We could be heroes—Lea Salonga in the eyes of an Asian American child

Published May 13, 2021, 6:00 AM

by AA Patawaran

Our Broadway star honored by a child at American pay TV channel Universal Kids for Asian Pacific American Heritage Month

A VISION OF THE FUTURE IN THE EYES OF THE YOUNG Lea Salonga, art by Oteph Antipolo

I woke up this morning with my phone ringing.

It was Ligaya Salonga calling. I answered right away. She made a comment about my bedroom voice. I didn’t even take my time to clear my throat.

As always, Mrs. Salonga’s call was about Lea Salonga. She would only call if it was about Lea or her son, orchestral conductor, musical arranger, musical director of the ABS-CBN Philharmonic Orchestra, and resident conductor of the Malaysian Philharmonic Orchestra Gerard Salonga.

In her official website, Lea Salonga is described simply as “a Filipina singer and actress.” It goes without saying that she is a star in the global music and theater circuit, both on Broadway and on the West End, where she is best known for her award-winning performances in Miss Saigon, Les Misérables, Mulan, and more. She has a Tony up her sleeve, the first Asian to have won the prestigious award. She also has the Olivier, the Drama Desk, and Outer Critics Circle. She has been no stranger to awards since she was a child, when she snagged multiple Best Child Actress awards in the Philippines even before she made it out in the world.

‘The first time I saw Lea sing, I felt so happy inside. I had never seen someone who looked like me singing on a stage that big.’

But her mother, Mrs. Salonga, called me this morning because this month, she has received a particularly heartwarming distinction, the future in a child’s eye. Although it’s been true for a while, with many children across the world who have dreams of making it to the world stage idolizing her, it’s nice to see a child make a video to spell out what impact Lea has had on her.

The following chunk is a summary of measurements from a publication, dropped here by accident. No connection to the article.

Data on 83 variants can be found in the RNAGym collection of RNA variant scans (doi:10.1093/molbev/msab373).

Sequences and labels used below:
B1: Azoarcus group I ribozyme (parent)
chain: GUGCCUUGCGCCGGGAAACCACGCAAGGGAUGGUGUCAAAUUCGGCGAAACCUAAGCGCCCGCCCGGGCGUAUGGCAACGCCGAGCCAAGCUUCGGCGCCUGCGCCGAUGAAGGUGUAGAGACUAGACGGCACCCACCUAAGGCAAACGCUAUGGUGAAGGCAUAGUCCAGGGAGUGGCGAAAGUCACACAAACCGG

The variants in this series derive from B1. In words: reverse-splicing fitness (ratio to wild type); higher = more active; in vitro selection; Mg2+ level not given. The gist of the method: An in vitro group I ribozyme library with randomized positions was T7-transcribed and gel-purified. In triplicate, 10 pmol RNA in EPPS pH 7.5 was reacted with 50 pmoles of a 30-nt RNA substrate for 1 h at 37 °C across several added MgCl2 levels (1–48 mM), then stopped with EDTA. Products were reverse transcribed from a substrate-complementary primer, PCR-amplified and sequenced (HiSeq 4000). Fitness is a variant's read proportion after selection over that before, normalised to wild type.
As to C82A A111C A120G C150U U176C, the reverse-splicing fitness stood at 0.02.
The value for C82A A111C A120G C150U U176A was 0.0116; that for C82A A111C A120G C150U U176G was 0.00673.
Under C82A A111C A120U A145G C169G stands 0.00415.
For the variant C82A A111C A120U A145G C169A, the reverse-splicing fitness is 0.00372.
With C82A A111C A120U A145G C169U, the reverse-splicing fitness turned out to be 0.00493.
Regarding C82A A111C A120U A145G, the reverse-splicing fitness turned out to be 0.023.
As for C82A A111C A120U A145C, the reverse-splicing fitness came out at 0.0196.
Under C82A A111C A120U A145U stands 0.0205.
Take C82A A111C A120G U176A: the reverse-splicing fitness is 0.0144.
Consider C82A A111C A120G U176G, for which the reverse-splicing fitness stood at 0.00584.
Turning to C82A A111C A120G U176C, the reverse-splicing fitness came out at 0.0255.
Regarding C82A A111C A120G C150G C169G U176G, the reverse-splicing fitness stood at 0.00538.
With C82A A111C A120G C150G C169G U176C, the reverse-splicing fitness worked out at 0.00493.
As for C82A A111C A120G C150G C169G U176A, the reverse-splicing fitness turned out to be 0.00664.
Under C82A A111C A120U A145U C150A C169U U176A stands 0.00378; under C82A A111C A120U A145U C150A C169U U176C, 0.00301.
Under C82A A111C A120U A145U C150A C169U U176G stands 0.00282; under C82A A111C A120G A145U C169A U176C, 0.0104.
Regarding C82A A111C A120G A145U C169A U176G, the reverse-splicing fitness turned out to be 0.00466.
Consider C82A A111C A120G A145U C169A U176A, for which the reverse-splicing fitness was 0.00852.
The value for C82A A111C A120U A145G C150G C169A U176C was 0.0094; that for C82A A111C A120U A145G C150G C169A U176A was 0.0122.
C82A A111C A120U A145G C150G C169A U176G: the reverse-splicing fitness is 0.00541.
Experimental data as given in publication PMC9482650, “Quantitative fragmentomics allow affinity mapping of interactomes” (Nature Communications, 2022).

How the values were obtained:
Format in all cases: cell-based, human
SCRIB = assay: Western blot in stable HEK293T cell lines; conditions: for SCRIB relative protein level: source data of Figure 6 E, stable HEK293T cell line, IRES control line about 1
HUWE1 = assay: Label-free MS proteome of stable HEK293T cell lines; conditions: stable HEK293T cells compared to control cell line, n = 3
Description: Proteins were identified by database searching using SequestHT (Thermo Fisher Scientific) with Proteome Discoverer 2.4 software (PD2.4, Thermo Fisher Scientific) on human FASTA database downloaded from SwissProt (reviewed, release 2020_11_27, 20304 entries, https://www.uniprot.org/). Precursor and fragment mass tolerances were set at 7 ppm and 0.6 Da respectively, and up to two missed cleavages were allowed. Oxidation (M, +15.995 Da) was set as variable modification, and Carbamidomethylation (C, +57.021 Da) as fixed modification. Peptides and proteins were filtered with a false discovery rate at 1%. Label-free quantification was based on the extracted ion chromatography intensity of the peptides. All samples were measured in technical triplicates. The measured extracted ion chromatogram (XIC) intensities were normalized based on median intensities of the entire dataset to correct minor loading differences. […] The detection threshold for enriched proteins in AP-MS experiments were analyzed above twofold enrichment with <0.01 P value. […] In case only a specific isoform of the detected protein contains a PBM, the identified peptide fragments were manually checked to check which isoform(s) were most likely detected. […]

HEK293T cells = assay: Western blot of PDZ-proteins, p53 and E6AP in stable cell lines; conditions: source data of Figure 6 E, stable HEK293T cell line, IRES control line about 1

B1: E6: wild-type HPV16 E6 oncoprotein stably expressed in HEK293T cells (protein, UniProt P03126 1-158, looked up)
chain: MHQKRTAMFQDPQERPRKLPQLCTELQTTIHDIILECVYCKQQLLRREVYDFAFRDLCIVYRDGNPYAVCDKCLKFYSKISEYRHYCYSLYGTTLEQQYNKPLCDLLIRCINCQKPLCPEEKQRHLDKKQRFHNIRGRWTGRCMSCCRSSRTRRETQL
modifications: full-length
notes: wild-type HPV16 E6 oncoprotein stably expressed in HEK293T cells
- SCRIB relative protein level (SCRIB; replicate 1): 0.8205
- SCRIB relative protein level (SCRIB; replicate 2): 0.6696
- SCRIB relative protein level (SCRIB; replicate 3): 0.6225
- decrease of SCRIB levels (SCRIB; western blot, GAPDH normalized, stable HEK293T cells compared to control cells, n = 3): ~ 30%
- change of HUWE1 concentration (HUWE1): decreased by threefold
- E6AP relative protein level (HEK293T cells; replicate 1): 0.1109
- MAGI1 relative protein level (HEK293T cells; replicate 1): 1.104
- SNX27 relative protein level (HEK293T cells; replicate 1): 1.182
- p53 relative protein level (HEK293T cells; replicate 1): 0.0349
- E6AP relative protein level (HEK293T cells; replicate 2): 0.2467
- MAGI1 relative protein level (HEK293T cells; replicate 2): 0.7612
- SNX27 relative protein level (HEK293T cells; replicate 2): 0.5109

In the 30-second video, the child said, “The first time I saw Lea sing, I felt so happy inside. I had never seen someone who looked like me singing on a stage that big. I wanted to be just like Lea. I practiced in the mirror at home. Everything I could hold became a microphone.”

The tribute, made by the US TV network Universal Kids, is part of the celebration of Asian American and Pacific Islander Heritage Month, sometimes shortened to Asian Pacific American Heritage Month, an annual observance in the month of May. This year’s theme, “Advancing Leaders through Purpose-Driven Service,” particularly relevant in the context of the waves of anti-Asian racism sweeping over the US, is celebrating, recognizing, and elevating Asians, Asian Americans, and Pacific Islanders.

And Lea Salonga, our very own, is one of them.

“My heart is very full,” wrote Lea when she shared the post on Facebook. I wrote her and said, “To be a hero in a child’s eyes is the greatest honor.”

I forgot to mention that in the eyes of her mother, Mrs. Ligaya Salonga, whom Lea credits for everything, she is a hero as well. Except for admiration sparkling in a child’s gaze, there is no honor greater than seeing pride beam in a mother’s eyes.

 
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